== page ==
Title: The Complexity of ODDnA

Authors: Richard Beigel, William Gasarch, Martin Kummer, Georgia Martin, Timothy McNicholl, and Frank Stephan

Abstract: For a fixed set A, the number of queries to A needed in order to decide a set S is a measure of S's complexity. We consider the complexity of certain sets defined in terms of A:

ODDnA = {(x1,...,xn) : #nA(x1,...,xn) is odd}
and, for m ≥ 2,
MODmnA = {(x1,...,xn) : #nA (x1,...,xn) ≠ 0 (mod m)},
where #nA(x1,...,xn) = A(x1) + ... + A(xn). (We identify A(x) with χA(x), where χA is the characteristic function of A.)

If A is a nonrecursive semirecursive set or if A is a jump, we give tight bounds on the number of queries needed in order to decide ODDnA and MODmnA:

The lower bounds above hold for nonrecursive r.e. sets A as well. (Interestingly, the lower bounds for r.e. sets follow by a general result from the lower bounds for semirecursive sets.)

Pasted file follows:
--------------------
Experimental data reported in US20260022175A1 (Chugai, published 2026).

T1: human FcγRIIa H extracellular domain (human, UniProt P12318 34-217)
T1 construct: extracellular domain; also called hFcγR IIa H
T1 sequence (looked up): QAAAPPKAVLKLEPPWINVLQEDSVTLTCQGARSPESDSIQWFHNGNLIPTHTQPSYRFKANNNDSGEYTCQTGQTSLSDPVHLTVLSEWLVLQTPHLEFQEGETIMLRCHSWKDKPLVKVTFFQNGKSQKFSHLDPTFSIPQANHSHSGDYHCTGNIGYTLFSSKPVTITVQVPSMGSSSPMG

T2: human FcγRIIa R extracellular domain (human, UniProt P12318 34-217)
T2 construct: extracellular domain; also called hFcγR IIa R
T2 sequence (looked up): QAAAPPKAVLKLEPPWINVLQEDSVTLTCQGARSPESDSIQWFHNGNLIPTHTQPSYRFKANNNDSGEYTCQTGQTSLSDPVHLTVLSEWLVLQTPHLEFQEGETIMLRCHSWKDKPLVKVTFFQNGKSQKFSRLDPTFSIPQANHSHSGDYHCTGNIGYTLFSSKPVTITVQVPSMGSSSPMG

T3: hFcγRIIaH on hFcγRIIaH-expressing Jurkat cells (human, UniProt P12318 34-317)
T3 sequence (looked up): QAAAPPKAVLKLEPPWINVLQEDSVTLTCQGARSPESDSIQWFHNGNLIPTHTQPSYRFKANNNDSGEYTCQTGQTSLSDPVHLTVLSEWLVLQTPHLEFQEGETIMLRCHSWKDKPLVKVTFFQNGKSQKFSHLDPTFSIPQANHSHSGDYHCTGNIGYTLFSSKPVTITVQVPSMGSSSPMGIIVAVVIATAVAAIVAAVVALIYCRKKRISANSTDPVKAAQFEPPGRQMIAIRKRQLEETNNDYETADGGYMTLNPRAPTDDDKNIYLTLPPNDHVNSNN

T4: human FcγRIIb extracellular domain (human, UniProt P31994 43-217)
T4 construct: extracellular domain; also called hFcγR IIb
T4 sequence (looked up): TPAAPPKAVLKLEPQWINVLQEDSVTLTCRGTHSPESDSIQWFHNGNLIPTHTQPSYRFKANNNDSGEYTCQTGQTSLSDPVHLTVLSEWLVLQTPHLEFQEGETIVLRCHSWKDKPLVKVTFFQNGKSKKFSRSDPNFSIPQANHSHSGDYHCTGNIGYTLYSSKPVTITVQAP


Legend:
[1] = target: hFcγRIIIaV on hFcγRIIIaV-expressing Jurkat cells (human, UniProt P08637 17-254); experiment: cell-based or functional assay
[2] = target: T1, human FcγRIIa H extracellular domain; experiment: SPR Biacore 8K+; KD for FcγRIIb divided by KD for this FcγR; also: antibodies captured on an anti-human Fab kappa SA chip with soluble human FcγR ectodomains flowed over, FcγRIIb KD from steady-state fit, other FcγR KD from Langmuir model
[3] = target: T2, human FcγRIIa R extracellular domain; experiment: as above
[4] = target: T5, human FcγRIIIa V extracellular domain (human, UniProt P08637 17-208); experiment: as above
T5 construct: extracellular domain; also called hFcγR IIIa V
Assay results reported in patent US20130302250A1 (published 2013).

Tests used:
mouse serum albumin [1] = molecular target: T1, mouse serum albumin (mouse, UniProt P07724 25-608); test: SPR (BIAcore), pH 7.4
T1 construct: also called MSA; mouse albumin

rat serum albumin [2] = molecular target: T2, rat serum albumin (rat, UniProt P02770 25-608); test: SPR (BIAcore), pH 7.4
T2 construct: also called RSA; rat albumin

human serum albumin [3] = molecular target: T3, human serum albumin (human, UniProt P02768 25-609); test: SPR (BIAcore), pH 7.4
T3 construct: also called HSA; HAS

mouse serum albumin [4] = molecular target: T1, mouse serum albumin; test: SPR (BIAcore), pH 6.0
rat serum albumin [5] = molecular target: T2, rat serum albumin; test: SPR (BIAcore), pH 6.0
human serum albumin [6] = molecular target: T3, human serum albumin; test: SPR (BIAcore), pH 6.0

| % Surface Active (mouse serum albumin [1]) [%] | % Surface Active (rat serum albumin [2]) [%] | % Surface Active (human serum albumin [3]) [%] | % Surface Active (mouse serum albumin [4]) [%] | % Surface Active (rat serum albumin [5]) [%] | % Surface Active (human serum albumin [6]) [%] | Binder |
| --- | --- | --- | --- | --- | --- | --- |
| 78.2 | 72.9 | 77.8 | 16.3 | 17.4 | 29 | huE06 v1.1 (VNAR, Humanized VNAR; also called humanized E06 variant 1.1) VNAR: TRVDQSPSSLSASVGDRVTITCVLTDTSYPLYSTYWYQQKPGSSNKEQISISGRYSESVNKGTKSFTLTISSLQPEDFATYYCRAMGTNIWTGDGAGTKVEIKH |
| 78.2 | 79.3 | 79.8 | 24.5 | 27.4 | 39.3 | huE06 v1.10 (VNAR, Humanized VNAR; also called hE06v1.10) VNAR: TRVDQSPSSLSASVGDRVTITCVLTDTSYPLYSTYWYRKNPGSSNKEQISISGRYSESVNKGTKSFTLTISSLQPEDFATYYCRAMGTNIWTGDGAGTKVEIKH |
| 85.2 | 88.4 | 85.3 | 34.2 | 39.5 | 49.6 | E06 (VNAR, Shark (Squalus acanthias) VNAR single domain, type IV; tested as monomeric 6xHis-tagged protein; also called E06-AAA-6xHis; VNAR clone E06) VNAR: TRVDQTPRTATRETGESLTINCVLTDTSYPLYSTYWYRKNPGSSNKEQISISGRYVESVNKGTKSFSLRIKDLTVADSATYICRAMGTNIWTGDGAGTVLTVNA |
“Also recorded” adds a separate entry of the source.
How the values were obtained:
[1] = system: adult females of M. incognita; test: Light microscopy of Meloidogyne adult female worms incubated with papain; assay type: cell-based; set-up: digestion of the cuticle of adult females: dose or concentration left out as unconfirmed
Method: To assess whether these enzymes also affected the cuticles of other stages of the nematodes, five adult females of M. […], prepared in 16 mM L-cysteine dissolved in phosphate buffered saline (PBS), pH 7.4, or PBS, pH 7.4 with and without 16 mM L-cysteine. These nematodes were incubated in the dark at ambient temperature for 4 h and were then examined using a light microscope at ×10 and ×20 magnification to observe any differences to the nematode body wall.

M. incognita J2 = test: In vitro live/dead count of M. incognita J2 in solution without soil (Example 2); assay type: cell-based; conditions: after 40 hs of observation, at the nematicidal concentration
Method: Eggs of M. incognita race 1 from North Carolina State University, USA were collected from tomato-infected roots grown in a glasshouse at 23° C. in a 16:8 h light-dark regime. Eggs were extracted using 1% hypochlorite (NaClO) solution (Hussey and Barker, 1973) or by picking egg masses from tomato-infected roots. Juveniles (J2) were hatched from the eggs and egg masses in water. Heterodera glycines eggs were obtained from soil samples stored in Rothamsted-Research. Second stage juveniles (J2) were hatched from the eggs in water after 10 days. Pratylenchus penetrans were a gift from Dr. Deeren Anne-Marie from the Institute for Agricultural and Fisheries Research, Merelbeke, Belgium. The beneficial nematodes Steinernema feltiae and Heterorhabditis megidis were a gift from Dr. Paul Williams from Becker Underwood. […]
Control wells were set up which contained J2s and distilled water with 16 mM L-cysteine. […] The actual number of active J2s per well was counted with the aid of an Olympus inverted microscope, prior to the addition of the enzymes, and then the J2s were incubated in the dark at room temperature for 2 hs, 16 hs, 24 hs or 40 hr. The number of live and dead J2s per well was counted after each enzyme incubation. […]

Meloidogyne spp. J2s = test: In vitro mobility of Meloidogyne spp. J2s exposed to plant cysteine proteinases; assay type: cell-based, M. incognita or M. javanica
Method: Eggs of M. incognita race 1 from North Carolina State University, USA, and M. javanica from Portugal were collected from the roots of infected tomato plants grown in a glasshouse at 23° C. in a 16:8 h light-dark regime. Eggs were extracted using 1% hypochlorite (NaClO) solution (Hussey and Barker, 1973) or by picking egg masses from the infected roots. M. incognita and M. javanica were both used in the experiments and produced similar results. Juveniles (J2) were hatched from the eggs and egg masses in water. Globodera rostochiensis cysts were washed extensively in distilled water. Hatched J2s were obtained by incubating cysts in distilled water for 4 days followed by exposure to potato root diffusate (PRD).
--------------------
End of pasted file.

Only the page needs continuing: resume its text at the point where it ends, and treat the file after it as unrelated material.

In particular, every nonzero truth-table degree contains a set A such that ODDnA cannot be decided with n-1 parallel queries to A. Since every truth-table degree also contains a set B such that ODDnA can be decided with one query to B, a set's query complexity depends more on its structure than on its degree.

For a fixed set A,

Q(n,A) = {S : S can be decided with n sequential queries to A,

Q||(n,A) = {S : S can be decided with n parallel queries to A}.

We show that if A is semirecursive or r.e., but is not recursive, then these classes form non-collapsing hierarchies: The same is true if A is a jump.

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